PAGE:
Should We Ignore Recent Market Volatility?

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After yesterday’s terrible performance—with U.S. stock markets down more than 2 percent—worries are starting to rise. Combined with last week’s declines, it looks like we may be seeing the end of the bull market. So, is it time to panic?

In a word, no. This is normal volatility, and there is no reason to panic. It is, however, time to take a deeper look to understand what is happening. The best way to do so is to step back and get some perspective on the situation.

A good place to be?

The market is now down by a bit under 5 percent from the peak, which takes it back to the levels of late March (about six weeks ago). This decline is not good, of course. But it still leaves us up more than 12 percent for the year—a good place to be. Despite the drop, the market is also still above its trend line, the 200-day moving average, which is where I personally start to pay attention. Overall, then, the market is in a good place.

The economy is also in a good place, which should continue to support the markets. Although we had a run of weak data, things have improved. When the economy is solid, market pullbacks tend to be short, although they can be quite sharp. So, despite the volatility, conditions are still favorable.

What’s driving the pullback?

If conditions are good, then what is driving the pullback? In a word, confidence. The recent resumption of the trade war between the U.S. and China has rattled business and investor confidence. Because of that uncertainty, even though the fundamentals remain sound, the price investors are willing to pay for those sound fundamentals has dropped. Confidence is now driving the markets. This dynamic means things could get worse as the rhetoric continues to dial up. In fact, it is quite possible that they will.

Confidence-driven pullbacks can lead to sudden drops. But they can reverse quite quickly. We have seen this story play out already, in the past six months, when stocks dropped toward the end of last year only to rebound to new highs this year. As long as the fundamentals remain sound (which they are), confidence-driven pullbacks also tend to end fairly quickly. We have seen this several times during this recovery, and this time is likely to be no different.

Is this normal?

As I’ve said before, what we are seeing in the markets is normal—and even to be expected after the great start we have had this year. It is also a completely rational adjustment to the potential impact of the trade war on future growth. In the bigger picture, it is also completely normal, with more than half of all years showing declines worse than what we have right now. Remember, we saw bigger declines at the end of last year, only to see a rebound.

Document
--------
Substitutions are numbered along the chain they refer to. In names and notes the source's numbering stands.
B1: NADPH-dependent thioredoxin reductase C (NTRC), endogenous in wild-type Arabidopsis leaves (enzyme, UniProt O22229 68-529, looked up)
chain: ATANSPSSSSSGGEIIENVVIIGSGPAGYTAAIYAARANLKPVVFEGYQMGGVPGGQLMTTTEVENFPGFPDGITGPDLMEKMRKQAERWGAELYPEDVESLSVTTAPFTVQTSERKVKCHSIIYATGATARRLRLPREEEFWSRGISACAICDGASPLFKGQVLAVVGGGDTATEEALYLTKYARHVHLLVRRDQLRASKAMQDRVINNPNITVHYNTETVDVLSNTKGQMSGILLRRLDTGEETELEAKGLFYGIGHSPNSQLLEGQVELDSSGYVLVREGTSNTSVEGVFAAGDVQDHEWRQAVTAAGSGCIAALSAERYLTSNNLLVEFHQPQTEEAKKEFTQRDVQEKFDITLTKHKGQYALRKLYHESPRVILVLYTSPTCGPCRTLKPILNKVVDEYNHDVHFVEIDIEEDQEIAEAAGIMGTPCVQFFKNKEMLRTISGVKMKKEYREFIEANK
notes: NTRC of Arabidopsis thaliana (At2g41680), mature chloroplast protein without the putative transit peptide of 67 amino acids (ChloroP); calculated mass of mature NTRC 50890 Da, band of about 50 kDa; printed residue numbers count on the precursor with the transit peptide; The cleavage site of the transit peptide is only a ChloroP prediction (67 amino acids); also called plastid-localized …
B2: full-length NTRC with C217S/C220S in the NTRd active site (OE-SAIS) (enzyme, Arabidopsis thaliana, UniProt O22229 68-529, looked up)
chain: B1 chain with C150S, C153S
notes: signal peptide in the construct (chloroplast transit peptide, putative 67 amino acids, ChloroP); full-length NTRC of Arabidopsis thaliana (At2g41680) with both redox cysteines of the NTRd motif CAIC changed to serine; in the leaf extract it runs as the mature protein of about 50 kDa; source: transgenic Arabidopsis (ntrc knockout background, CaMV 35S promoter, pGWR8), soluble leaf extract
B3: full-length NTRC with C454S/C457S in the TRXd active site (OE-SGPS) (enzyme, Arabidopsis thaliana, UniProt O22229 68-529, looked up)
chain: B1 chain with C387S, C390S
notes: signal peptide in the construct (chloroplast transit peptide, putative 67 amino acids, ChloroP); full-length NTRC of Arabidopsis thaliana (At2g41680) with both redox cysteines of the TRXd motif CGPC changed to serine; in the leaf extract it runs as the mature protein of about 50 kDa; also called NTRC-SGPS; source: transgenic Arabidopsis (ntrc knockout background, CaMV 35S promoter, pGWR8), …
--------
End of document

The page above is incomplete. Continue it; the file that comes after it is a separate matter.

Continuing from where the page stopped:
So far, so normal. The time to start paying attention will be if the market cracks its 200-day moving average, which for the S&P 500 is now 2,776. Even if it does, however, it is not the end of the world. But it could mean the trend is at risk of changing, which could result in even more volatility. Even there, though, the likelihood is that the market recovers and resumes its upward climb.

So, should we ignore recent volatility?

It’s hard to do, but for most people, the answer to this question is yes. Are you taking more risk than you are comfortable with? If so, discuss it with your advisor. Not because the market is down, but because you need a portfolio you can live with through difficult times. We are likely not looking at a bear market now. But one will certainly be along at some point—and you need to be prepared.

Big picture? If you are very worried, take a closer look at the risks in your portfolio and make adjustments. If not, sit tight. As always, keep calm and carry on.

Brad McMillan is the chief investment officer at Commonwealth Financial Network, the nation’s largest privately held Registered Investment Adviser-broker/dealer. He is the primary spokesperson for Commonwealth’s investment divisions. He is also the author of Crash-Test Investing, a must-read primer for Main Street investors seeking to help insulate their portfolios against a market crash. This post originally appeared on The Independent Market Observer, a daily blog authored by Brad McMillan. Forward-looking statements are based on our reasonable expectations and are not guaranteed. Diversification does not assure a profit or protect against loss in declining markets. There is no guarantee that any objective or goal will be achieved. All indices are unmanaged and investors cannot actually invest directly into an index. Unlike investments, indices do not incur management fees, charges, or expenses. Past performance is not indicative of future results.

© Commonwealth Financial Network

© Commonwealth Financial Network

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